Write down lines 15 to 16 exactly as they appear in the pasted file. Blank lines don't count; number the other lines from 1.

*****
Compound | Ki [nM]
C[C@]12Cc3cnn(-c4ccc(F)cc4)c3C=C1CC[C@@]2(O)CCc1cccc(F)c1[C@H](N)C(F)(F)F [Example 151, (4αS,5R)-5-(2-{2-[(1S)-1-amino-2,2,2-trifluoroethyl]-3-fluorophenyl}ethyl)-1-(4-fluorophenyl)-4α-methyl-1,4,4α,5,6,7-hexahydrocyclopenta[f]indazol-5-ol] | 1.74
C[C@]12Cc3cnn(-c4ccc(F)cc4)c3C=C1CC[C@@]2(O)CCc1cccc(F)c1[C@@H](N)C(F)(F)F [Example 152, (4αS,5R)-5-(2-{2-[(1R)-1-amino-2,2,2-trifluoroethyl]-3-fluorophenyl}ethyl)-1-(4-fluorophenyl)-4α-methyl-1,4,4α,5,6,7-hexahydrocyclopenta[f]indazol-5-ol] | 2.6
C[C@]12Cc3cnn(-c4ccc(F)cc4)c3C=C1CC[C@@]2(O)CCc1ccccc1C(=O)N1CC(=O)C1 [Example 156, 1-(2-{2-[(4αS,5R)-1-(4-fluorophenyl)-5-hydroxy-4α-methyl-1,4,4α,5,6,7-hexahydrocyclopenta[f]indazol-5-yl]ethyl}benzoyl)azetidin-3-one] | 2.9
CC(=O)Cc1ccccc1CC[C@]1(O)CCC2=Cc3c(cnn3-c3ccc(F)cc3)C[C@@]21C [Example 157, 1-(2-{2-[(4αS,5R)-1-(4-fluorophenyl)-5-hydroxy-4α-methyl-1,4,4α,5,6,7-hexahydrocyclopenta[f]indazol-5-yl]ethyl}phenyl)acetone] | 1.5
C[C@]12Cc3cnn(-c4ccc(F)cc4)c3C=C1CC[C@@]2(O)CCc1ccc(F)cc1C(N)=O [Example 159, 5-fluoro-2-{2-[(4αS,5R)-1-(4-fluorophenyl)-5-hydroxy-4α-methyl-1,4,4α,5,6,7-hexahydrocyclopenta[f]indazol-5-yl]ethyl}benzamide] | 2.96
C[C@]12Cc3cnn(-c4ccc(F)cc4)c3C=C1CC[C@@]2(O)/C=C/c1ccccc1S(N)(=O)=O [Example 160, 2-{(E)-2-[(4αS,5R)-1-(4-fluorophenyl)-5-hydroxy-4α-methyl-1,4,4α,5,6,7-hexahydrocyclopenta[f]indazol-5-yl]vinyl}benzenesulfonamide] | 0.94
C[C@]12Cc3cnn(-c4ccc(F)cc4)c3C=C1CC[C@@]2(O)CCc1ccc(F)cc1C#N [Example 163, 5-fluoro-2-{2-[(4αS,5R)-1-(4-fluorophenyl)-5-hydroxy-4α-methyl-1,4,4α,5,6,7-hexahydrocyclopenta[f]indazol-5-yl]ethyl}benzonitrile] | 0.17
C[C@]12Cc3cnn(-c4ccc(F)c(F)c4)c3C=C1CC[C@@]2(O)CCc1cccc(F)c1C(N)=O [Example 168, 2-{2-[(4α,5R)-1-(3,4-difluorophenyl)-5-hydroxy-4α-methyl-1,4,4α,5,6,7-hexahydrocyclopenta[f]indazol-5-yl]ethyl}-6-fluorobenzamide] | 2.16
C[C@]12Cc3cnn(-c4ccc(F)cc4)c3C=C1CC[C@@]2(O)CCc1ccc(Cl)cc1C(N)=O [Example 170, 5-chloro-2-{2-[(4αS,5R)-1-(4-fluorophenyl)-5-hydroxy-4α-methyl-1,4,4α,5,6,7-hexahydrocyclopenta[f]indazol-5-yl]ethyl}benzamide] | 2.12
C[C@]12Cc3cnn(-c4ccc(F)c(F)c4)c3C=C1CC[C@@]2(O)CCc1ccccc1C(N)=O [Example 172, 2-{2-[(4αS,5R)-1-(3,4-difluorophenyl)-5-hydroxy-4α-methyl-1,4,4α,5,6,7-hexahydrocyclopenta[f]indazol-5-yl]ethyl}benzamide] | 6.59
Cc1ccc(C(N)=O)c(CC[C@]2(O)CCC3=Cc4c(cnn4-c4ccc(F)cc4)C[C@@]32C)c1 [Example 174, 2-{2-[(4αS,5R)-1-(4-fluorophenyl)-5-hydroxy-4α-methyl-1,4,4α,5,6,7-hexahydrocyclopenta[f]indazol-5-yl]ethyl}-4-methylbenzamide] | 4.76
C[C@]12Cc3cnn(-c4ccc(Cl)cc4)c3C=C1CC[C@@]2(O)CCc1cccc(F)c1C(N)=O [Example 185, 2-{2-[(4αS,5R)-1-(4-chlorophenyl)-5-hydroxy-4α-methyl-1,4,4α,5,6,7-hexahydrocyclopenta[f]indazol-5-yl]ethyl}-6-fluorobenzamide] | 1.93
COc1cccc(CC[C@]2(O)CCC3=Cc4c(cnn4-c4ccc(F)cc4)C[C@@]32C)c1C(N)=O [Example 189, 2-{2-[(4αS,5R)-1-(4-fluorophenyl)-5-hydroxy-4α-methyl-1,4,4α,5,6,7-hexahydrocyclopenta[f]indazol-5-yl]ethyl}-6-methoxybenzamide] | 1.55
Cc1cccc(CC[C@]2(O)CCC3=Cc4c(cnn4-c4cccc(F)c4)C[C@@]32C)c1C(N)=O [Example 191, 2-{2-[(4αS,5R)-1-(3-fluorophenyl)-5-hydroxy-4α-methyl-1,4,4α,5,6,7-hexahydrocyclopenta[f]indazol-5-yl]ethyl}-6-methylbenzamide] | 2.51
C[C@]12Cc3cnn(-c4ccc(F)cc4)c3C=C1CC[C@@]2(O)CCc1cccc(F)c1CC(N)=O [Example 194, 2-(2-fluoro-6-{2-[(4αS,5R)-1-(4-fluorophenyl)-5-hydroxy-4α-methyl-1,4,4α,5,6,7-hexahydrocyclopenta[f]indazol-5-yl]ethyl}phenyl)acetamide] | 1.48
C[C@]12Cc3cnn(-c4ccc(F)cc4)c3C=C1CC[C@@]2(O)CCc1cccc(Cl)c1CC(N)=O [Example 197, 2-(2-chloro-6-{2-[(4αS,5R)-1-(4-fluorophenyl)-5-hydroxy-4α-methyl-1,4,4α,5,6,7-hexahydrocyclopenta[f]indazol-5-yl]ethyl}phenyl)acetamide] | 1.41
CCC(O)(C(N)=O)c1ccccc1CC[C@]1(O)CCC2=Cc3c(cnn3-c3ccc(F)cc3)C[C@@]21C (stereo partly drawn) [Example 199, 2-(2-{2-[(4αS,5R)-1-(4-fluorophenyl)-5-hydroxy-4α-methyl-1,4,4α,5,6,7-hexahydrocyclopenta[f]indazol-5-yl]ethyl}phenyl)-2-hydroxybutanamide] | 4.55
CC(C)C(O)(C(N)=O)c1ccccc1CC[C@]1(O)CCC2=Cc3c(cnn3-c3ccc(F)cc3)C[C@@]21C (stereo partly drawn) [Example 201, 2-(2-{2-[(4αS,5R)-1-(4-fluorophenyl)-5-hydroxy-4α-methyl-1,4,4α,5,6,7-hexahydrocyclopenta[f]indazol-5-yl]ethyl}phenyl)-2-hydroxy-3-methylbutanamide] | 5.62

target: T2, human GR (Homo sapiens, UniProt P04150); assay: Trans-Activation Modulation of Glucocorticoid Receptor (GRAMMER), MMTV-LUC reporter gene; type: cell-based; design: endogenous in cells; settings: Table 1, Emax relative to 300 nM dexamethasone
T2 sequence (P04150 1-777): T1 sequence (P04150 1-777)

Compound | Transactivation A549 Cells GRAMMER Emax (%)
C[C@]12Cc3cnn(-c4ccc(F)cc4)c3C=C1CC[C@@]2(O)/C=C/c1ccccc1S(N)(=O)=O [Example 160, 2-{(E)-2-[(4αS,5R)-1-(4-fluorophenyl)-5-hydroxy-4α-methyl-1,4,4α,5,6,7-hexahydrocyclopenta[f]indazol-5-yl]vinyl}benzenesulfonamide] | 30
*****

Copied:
Cc1cccc(CC[C@]2(O)CCC3=Cc4c(cnn4-c4cccc(F)c4)C[C@@]32C)c1C(N)=O [Example 191, 2-{2-[(4αS,5R)-1-(3-fluorophenyl)-5-hydroxy-4α-methyl-1,4,4α,5,6,7-hexahydrocyclopenta[f]indazol-5-yl]ethyl}-6-methylbenzamide] | 2.51
C[C@]12Cc3cnn(-c4ccc(F)cc4)c3C=C1CC[C@@]2(O)CCc1cccc(F)c1CC(N)=O [Example 194, 2-(2-fluoro-6-{2-[(4αS,5R)-1-(4-fluorophenyl)-5-hydroxy-4α-methyl-1,4,4α,5,6,7-hexahydrocyclopenta[f]indazol-5-yl]ethyl}phenyl)acetamide] | 1.48